Tackling puzzles in learning
Ian Bott has always had a passion for data. He remembers, for example, tracking football statistics for the Dallas Cowboys – at the age of 4. As he grew older, his enthusiasm for data analysis converged with his work in education, and in the fall of 2021 he enrolled in Stanford GSE’s new master’s program in education data science.
Bott worked as a middle school math teacher for several years before becoming dean of academic progress at a public charter high school in Houston. “As an administrator, I had lots of opportunities to harness data, and I did my best, but there was a lot more that could be leveraged,” said Bott, who hopes to move the industry toward creating more useful tools for learners.
After earning a master’s in mind, brain, and education from Harvard in 2020, he conducted research with the university’s Learning, Innovation, and Technology lab to deepen his expertise in educational digital technologies – for him, an area of both interest and concern. “Digital technologies are going to be a big part of the future of education, but we really need to be able to assess and evaluate exactly what’s beneficial and what’s hype—or even what’s harmful.” He expresses a healthy skepticism of the tech industry’s involvement in education: Will the industry do what is best for learners, or simply what drives the most users?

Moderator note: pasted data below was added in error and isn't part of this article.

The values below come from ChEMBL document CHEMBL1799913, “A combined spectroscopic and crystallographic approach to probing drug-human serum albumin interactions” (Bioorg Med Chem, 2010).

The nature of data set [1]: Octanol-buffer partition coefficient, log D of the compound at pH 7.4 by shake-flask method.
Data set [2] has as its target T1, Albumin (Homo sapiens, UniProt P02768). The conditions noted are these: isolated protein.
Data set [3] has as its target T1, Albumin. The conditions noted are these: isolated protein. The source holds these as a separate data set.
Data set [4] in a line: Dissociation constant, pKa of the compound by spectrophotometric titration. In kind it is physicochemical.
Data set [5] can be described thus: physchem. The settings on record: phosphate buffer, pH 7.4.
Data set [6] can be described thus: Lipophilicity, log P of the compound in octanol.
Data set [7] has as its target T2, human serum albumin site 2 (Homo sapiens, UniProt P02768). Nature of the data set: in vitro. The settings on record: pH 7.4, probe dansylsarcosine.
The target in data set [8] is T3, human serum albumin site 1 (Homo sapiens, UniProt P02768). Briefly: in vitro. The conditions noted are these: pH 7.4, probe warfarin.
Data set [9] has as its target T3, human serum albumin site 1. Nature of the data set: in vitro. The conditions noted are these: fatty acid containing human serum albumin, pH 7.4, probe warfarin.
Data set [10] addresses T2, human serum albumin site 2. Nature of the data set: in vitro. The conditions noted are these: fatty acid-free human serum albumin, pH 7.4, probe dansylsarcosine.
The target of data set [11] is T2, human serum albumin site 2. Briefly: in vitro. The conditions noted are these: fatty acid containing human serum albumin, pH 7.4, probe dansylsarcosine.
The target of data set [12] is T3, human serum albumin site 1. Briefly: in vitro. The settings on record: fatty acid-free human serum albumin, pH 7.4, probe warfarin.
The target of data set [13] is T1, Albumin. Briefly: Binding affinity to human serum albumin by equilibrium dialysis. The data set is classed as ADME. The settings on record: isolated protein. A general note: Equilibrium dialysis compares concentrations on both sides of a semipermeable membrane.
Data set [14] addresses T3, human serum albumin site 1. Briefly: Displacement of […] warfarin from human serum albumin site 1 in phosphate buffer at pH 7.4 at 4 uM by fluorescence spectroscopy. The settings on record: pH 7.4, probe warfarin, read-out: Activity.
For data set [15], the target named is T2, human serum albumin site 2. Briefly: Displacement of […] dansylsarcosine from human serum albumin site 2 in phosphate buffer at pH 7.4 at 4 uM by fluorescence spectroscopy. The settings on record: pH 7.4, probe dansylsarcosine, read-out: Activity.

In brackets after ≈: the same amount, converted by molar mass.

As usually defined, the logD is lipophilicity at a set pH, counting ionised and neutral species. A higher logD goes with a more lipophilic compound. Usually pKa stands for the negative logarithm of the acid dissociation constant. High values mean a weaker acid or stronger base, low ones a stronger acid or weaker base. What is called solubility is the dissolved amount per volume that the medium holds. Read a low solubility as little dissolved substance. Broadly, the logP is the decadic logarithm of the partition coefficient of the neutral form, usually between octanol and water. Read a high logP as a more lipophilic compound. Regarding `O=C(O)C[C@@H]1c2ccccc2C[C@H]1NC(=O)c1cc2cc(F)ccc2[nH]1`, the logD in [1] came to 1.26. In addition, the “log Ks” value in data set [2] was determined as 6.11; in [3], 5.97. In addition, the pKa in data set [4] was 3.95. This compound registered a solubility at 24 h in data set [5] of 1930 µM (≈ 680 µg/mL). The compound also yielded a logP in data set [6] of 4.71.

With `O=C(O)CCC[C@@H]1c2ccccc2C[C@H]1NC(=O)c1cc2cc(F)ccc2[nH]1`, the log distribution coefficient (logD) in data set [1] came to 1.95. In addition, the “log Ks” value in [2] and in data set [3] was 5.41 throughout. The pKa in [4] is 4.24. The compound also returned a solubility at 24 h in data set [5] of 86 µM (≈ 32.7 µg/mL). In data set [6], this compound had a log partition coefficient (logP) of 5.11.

Part of what drew him to the GSE master’s program was an opportunity to collaborate with Professor Sean Reardon, who is now his advisor, and to study the Stanford Education Data Archive (SEDA), a database launched by Reardon that visually weaves together 200 million test score records and census data for every U.S. public school, school district, and community.
Bott, a dual citizen of the United States and the United Kingdom, is accustomed to seeing the world from multiple perspectives, and a project like SEDA throws into stark relief the education inequities that persist in this country. “Digital learning promises greater access, but that remains to be realized. How do we actually deliver on it? That’s the puzzle and challenge ahead.”